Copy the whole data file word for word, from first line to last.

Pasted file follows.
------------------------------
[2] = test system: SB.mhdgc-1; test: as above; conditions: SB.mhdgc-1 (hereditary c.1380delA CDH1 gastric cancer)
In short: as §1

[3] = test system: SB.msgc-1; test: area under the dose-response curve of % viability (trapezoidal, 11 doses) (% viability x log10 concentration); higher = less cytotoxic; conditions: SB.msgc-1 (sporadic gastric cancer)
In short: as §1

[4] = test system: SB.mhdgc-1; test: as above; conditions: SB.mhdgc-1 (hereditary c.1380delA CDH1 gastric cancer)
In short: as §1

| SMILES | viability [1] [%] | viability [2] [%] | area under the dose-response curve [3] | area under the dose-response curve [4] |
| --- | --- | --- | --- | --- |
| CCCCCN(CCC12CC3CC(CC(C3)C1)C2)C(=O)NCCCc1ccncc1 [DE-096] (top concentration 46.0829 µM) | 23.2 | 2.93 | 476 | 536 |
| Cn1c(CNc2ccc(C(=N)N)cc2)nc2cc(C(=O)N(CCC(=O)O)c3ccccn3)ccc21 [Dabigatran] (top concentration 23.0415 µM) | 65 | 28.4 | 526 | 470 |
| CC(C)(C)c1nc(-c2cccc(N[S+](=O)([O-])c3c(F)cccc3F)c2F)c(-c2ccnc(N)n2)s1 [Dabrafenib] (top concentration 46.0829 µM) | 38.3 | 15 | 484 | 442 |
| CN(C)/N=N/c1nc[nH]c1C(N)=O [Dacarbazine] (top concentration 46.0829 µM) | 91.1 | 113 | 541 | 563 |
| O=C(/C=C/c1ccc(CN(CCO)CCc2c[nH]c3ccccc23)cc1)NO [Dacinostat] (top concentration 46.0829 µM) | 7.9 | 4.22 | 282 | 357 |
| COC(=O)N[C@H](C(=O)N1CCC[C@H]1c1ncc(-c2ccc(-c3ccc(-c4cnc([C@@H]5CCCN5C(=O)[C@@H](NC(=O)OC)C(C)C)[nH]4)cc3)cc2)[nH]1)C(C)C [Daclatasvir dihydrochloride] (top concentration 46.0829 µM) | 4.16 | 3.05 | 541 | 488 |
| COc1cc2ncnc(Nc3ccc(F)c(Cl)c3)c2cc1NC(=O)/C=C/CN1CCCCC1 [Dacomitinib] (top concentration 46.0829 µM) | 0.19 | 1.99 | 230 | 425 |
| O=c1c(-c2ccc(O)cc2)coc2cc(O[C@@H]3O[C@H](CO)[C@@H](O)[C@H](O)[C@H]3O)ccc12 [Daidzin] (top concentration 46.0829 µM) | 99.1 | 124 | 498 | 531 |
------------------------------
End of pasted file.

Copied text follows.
[2] = test system: SB.mhdgc-1; test: as above; conditions: SB.mhdgc-1 (hereditary c.1380delA CDH1 gastric cancer)
In short: as §1

[3] = test system: SB.msgc-1; test: area under the dose-response curve of % viability (trapezoidal, 11 doses) (% viability x log10 concentration); higher = less cytotoxic; conditions: SB.msgc-1 (sporadic gastric cancer)
In short: as §1

[4] = test system: SB.mhdgc-1; test: as above; conditions: SB.mhdgc-1 (hereditary c.1380delA CDH1 gastric cancer)
In short: as §1

| SMILES | viability [1] [%] | viability [2] [%] | area under the dose-response curve [3] | area under the dose-response curve [4] |
| --- | --- | --- | --- | --- |
| CCCCCN(CCC12CC3CC(CC(C3)C1)C2)C(=O)NCCCc1ccncc1 [DE-096] (top concentration 46.0829 µM) | 23.2 | 2.93 | 476 | 536 |
| Cn1c(CNc2ccc(C(=N)N)cc2)nc2cc(C(=O)N(CCC(=O)O)c3ccccn3)ccc21 [Dabigatran] (top concentration 23.0415 µM) | 65 | 28.4 | 526 | 470 |
| CC(C)(C)c1nc(-c2cccc(N[S+](=O)([O-])c3c(F)cccc3F)c2F)c(-c2ccnc(N)n2)s1 [Dabrafenib] (top concentration 46.0829 µM) | 38.3 | 15 | 484 | 442 |
| CN(C)/N=N/c1nc[nH]c1C(N)=O [Dacarbazine] (top concentration 46.0829 µM) | 91.1 | 113 | 541 | 563 |
| O=C(/C=C/c1ccc(CN(CCO)CCc2c[nH]c3ccccc23)cc1)NO [Dacinostat] (top concentration 46.0829 µM) | 7.9 | 4.22 | 282 | 357 |
| COC(=O)N[C@H](C(=O)N1CCC[C@H]1c1ncc(-c2ccc(-c3ccc(-c4cnc([C@@H]5CCCN5C(=O)[C@@H](NC(=O)OC)C(C)C)[nH]4)cc3)cc2)[nH]1)C(C)C [Daclatasvir dihydrochloride] (top concentration 46.0829 µM) | 4.16 | 3.05 | 541 | 488 |
| COc1cc2ncnc(Nc3ccc(F)c(Cl)c3)c2cc1NC(=O)/C=C/CN1CCCCC1 [Dacomitinib] (top concentration 46.0829 µM) | 0.19 | 1.99 | 230 | 425 |
| O=c1c(-c2ccc(O)cc2)coc2cc(O[C@@H]3O[C@H](CO)[C@@H](O)[C@H](O)[C@H]3O)ccc12 [Daidzin] (top concentration 46.0829 µM) | 99.1 | 124 | 498 | 531 |